The “Internet of Things” Increases Farming Subsistence in India


Sensors and software applications embedded in everyday objects – the Internet of Things (IoT) – have delivered huge benefits to rural villages and agriculture in India. But there are connectivity and infrastructure challenges. Satellite-based networks can bridge the connectivity gap in remote areas, but can be expensive due to the equipment required by both consumers and manufacturers.

Narrowband (NB) IoT technology can help bridge the gap between inaccessible areas and the benefits of internet connectivity. As the name implies, NB-IoT uses a single, narrowband frequency (200 kilohertz), which limits transmission speeds but allows many users to connect simultaneously over a wide area. The technology is cheap for users and works on almost any mobile phone.

Improving efficiency in agriculture and fisheries

TV Prabhakar, principal investigator in the Department of Electronic Systems Engineering at the Indian Institute of Science, Bangalore, noted that NB-IoT is a fairly new technology that has only become widely available in recent years. Prabhakar has published extensively on issues surrounding access to IoT devices.

While it’s currently only available for commercial use, Prabhakar said the accessibility of NB-IoT will make it easy for consumers “because it’s a technology that works with both traditional voice-only and [with] the evolution towards 3G/4G/5G technologies,” he explains.

NB-IoT works with existing satellites and mobile cellular networks, both of which are widely available in India. “Farmers and fishermen can use their mobile phones to receive and send messages, without any special skills,” Prabhakar said.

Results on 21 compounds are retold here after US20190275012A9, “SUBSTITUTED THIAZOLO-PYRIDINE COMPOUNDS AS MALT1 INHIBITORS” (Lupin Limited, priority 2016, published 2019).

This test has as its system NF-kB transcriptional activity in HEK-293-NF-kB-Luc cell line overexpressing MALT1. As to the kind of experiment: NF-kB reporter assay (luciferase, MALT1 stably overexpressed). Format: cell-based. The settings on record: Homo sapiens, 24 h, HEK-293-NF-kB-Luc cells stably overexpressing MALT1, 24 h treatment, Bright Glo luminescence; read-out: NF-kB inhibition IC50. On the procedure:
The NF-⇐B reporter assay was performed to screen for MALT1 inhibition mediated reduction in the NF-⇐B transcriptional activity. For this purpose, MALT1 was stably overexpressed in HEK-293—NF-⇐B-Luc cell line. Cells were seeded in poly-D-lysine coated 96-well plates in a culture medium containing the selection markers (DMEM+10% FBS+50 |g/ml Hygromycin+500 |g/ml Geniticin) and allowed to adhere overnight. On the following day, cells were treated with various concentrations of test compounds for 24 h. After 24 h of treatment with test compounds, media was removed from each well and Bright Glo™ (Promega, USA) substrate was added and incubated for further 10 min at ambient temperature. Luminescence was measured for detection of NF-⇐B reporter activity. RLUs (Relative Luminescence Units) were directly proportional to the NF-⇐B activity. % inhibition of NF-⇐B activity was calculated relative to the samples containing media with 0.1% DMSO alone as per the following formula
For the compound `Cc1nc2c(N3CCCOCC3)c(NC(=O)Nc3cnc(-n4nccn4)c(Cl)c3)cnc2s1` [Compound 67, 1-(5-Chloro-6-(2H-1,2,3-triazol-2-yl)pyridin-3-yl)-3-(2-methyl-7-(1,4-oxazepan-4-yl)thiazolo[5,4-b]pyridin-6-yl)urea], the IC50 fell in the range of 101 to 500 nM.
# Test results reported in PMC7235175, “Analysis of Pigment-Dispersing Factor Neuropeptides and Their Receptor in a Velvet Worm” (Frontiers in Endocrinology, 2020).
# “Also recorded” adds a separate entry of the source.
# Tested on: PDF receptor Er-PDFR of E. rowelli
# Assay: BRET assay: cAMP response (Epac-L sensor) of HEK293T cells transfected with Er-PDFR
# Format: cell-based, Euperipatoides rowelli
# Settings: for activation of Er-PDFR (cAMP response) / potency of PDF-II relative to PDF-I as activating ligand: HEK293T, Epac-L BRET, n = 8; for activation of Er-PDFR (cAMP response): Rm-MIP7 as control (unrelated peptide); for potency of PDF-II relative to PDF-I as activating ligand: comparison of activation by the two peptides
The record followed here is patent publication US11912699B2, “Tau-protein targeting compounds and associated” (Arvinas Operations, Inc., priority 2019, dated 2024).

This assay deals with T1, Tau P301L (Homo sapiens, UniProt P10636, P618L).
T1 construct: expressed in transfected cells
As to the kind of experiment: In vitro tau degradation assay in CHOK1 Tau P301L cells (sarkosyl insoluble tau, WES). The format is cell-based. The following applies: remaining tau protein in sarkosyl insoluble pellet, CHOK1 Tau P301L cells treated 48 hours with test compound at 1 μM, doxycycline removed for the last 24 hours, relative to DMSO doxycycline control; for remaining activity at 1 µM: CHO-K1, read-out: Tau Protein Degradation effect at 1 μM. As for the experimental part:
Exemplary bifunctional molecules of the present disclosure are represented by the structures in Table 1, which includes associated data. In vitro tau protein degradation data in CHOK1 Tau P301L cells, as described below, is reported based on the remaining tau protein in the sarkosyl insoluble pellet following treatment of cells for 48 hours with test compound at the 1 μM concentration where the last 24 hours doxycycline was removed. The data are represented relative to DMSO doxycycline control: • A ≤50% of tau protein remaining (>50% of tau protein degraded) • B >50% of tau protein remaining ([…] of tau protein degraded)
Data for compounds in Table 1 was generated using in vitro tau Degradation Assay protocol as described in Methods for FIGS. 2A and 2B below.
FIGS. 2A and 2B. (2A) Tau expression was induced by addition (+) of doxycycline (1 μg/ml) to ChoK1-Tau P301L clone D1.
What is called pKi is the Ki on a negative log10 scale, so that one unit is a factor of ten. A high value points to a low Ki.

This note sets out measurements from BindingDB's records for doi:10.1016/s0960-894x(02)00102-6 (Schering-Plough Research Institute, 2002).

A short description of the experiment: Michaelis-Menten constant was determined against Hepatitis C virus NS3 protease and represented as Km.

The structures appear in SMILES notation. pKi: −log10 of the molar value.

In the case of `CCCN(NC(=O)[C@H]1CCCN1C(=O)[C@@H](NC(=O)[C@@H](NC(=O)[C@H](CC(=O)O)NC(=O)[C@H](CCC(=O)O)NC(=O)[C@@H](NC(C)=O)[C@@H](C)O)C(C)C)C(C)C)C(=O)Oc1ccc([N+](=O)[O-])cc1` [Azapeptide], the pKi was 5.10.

Fishermen using Skylo’s technology “can now safely enter the sea knowing they are just an SOS away in an emergency.”

For example, farmers monitor soil and crop health to ensure good yields, but this can be a labor-intensive effort. With NB-IoT technology and appropriate sensors, farmers can monitor conditions such as soil moisture, nitrogen and phosphorus in real time through their phones.

“Farmers can receive alerts through the mobile application,” said Prasanna Iyengar, product director at Skylo, a tech start-up in the NB-IoT sector with implementation teams in India and the United States. After receiving a notification, farmers can then “use these alerts to take action, such as turning on a water pump for irrigation. They can also determine the proportion of manure based on the soil health report.”

The fishing industry also uses NB-IoT technology. Many fishermen in India still use the traditional one-way onboard radio, which only works for up to 20 nautical miles. However, with satellite-based NB-IoT technology, fishermen can now take to the sea knowing they are just an SOS away in any emergency. The SOS is provided by… platform connectivity to coastguards or nearby boats,” Iyengar said. The service also allows them to receive timely weather alerts after they leave the coast.

Innovation Hub